Derived from a material's third-order nonlinearity, nonlinear refraction (NLR) occurs at any wavelength in any material, and may exhibit noninstantaneous dynamics depending on its physical origins. The main subject of this dissertation is to investigate the underlying mechanisms responsible for the NLR response in different phases of matter, e.g. liquids, gases, and semiconductors, by extensively using our recently developed ultrafast Beam Deflection (BD) technique. An additional subject includes the characterization of a novel two-photon photochromic molecule. In molecular liquids, the major nonlinear optical (NLO) response can be decomposed into a nearly instantaneous bound-electronic NLR (Kerr effect), originating from the real part the electronic second hyperpolarizability, ?, and noninstantaneous mechanisms due to nuclear motions. By adopting the methodology previously developed for carbon disulfide (CS2), we have measured the NLO response functions of 23 common organic solvents, providing a database of magnitudes and temporal dynamics of each mechanism, which can be used for predicting the outcomes of any other NLR related experiments such as Z-scan. Also, these results provide insight to relate solvent nonlinearities with their molecular structures as well as linear polarizability tensors. In the measurements of air and gaseous CS2, coherent Raman excitation of many rotational states manifests as revivals in the transient NLR, from which we identify N2, O2 and two isotopologues of CS2, and unambiguously determine the dephasing rate, and rotational and centrifugal constants of each constituent. Using the revival signal as a self-reference, ? is directly measured for CS2 molecules in gas phase, which coincides with the ? determined from liquid phase measurements when including the Lorentz-Lorenz local field correction. In semiconductors, the Kerr effect dominates the NLR in the sub-gap regime. Here, we primarily focus on investigating the dispersion of nondegenerate (ND) NLR, namely the refractive index change at frequency ?_a due to the presence of a beam at frequency ?_b. The magnitude and sign of the ND-NLR coefficient n_2 (?_a;?_b ) are determined for ZnO, ZnSe and CdS over a broad spectral range for different values of nondegeneracy, which closely follows our earlier predictions based on nonlinear Kramers-Kronig relations. In the extremely nondegenerate case, n_2 (?_a;?_b ) is positively enhanced near the two-photon absorption (2PA) edge, suggesting applications for nondegenerate all-optical switching. Additionally, n_2 (?_a;?_b ) exhibits a strong anomalous nonlinear dispersion within the ND-2PA spectral region, providing a large phase modulation of a femtosecond pulse with bandwidth centered near the zero-crossing frequency. Another subject of this dissertation is the characterization of a spiro-type two-photon photochromic molecule, in which Förster resonance energy transfer (FRET) is utilized to activate the ring-opening effect from a 2PA-donor chromophore. Evidence of energy transfer is observed via fluorescence measurements of the quantum yield, excitation spectra and anisotropy. The absorption and lifetime of the open form are measured in a dye-doped sol-gel matrix. Transient absorption measurements indicate both ring opening and closing occurs on a several picosecond time scale along with multiple transient photoproducts, from which a high FRET efficiency is measured in agreement with theoretical predictions. This efficient 2PA-FRET photochrome may be implemented into photonic devices such as optical memories. However, with a relatively small open-form absorption cross section and significant ring closing, the photochrome may not be viable for enhancing nonlinear absorption in applications such as optical limiting.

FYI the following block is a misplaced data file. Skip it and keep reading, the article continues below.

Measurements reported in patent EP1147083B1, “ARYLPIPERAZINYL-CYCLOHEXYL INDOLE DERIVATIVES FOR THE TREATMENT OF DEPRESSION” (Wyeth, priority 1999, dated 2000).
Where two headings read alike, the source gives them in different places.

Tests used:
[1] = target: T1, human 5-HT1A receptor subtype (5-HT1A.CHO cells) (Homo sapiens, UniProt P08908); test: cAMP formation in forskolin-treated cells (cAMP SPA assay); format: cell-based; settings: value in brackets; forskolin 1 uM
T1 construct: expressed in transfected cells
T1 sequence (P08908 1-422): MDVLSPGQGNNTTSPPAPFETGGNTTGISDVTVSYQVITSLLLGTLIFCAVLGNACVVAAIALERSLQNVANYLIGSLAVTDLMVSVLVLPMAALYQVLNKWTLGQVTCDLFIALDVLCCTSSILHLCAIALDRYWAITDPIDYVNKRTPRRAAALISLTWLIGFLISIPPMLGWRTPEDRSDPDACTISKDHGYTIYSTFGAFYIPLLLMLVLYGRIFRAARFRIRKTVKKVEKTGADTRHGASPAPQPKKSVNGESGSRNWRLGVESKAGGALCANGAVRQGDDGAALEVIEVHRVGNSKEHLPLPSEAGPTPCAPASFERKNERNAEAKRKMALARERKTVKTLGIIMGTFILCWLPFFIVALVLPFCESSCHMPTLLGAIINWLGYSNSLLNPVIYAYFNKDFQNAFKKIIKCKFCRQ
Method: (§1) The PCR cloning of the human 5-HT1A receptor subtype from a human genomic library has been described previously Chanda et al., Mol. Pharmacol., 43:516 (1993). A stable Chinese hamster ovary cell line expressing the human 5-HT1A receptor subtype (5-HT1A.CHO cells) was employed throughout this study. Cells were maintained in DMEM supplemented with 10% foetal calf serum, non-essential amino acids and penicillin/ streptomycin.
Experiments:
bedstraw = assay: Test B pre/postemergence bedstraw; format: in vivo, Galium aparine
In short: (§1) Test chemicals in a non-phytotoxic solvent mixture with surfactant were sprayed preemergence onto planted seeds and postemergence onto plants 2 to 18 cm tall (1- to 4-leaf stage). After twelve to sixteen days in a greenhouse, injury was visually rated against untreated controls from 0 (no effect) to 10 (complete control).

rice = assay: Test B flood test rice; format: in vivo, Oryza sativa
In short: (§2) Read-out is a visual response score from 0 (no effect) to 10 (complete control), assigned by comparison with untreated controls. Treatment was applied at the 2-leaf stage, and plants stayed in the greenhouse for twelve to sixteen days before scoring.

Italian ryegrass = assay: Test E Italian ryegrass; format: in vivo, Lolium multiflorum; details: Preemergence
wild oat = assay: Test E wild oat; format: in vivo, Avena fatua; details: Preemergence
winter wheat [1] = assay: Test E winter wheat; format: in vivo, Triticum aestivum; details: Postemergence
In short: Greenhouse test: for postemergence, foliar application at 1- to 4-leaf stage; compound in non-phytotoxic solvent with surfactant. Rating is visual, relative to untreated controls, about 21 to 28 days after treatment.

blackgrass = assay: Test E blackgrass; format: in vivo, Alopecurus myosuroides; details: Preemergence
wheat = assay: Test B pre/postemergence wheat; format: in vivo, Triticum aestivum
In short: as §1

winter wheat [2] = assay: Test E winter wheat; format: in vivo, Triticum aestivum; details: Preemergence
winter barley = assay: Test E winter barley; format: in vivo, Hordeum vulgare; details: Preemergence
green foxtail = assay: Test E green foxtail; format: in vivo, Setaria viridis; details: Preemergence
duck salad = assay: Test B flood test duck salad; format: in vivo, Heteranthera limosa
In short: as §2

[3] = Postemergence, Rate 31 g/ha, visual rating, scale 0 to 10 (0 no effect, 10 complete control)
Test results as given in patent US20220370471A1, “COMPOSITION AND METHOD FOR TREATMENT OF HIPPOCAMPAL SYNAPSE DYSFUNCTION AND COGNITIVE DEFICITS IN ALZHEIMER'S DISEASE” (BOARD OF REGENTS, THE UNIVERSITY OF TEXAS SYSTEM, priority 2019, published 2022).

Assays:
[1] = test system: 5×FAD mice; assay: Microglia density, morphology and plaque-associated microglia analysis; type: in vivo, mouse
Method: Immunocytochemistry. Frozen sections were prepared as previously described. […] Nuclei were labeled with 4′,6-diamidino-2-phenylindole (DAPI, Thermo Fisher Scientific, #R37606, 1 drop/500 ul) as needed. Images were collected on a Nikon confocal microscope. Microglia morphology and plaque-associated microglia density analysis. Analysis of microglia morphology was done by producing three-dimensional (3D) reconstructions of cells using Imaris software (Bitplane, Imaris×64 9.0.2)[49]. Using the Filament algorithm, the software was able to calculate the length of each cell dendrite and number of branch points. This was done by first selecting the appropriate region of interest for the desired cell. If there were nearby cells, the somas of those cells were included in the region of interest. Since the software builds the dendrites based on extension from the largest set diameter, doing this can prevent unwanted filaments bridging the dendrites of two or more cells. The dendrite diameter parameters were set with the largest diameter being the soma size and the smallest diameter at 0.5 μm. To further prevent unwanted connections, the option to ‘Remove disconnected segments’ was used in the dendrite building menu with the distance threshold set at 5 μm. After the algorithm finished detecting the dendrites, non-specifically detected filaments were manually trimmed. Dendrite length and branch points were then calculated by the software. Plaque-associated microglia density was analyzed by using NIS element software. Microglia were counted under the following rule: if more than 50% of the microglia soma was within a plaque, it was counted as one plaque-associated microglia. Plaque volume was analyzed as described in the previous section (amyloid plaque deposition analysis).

Graduation Date





Hagan, David


Doctor of Philosophy (Ph.D.)


College of Optics and Photonics


Optics and Photonics

Degree Program

Optics and Photonics









Release Date

December 2016

Length of Campus-only Access


Access Status

Doctoral Dissertation (Open Access)

Included in

Optics Commons